Eight months. After the birth of our first son, we went eight months with only four attempts at intercourse, all unsuccessful. My wife simply found sex painful. Several trips to gynecologists were made, and every time they – Hungarian males all – told her that the problem was in her head. She’d come home muttering, “It’s not in my head, it’s in my goddamn vagina.”
Now, I don’t have to tell you that this was a trying time, in every sense of the word. I became increasingly frustrated, hurt, and yes, even angry. I felt that she wasn’t trying hard enough, and to a certain extent this was probably true. But then I could have done more to express my needs and desires, and to try to open a dialogue about viable alternatives.
Because as I’m sure you’ve all figured out by now, there is a lot more to sex than simple penetration. There is a whole panoply of extremely satisfying activities at your fingertips, and the long dry spell after childbirth is a great time to explore all of them (although cunnilingus is generally discouraged by doctors until at least a month or two after the baby is born). But for whatever reason, it seemed to be ‘all or nothing’ with us, when it should have been ‘everything but.’ Couples need to connect in any way possible during the often stressful period after the birth of a child, sexually and otherwise.
So here’s my advice to new moms and dads.
Dads: Be supportive, be loving, be gentle, be kind, be patient. Much more patient than I was, please. Your partner’s had a massive strain on her body and she’s got a lot on her mind, and the last thing she needs is you charging in with your boner bobbing, looking for a quickie. Take it slowly, and try to rekindle some romance rather than sexual passion. Do anything and everything you can to make her life easier – getting up with the baby to give her a couple extra hours of sleep is going to get you a lot more loving than, well, just about anything.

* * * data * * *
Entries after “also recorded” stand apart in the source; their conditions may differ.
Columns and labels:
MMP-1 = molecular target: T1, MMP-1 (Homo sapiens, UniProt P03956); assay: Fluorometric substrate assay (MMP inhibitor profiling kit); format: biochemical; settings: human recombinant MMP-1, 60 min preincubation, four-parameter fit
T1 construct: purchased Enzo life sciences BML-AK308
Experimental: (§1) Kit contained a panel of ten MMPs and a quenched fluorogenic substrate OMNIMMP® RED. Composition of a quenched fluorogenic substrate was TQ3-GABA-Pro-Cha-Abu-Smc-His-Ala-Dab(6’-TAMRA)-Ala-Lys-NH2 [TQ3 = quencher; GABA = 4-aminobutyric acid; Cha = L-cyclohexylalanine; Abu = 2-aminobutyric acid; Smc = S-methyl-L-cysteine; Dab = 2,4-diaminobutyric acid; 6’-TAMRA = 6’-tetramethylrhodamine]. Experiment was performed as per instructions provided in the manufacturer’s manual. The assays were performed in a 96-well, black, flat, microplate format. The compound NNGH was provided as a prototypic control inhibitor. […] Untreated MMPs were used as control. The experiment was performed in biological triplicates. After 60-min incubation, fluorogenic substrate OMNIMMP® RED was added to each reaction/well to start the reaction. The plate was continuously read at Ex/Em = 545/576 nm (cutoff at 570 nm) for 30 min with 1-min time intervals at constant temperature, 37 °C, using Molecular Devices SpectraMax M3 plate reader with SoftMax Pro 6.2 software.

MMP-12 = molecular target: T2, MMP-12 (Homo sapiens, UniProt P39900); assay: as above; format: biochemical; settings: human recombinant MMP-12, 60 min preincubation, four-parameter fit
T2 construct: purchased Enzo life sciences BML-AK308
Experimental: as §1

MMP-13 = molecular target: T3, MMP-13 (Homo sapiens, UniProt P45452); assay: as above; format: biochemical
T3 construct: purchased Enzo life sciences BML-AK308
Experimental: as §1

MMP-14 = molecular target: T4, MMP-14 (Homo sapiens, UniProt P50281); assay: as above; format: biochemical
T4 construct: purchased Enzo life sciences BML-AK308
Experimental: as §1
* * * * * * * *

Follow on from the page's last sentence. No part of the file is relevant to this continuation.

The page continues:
Moms: Throw your man a bone, for goodness’ sake. Even if you don’t mean it, say “Oh honey, I’d love to but I just don’t think I’m ready yet.” Just the impression that your wife wants to have sex – but can’t – goes a long way. And let’s face it, some oral sex or a hand-job is going to significantly improve his mood and help sustain your intimacy and sense of ‘togetherness.’ (And given the sparsity of your sexual encounters, it’s probably not going to take more than a minute or two anyway.)
For both parents: Ease slowly back into your sex lives, and don’t expect too much at the beginning. New mothers, particularly those who are breastfeeding, often have issues with vaginal dryness, and there are two main forms of lubrication: commercial lubes and alcohol. Use both liberally. Talk openly and honestly about your needs and expectations – letting frustration and resentment simmer unspoken is simply asking for trouble. Sex (of any sort) after the baby is born is something you need to work at, but it’s work that’s not only potentially fun, it’s absolutely vital. So stop reading this, get off the stinking computer, and get to it, people.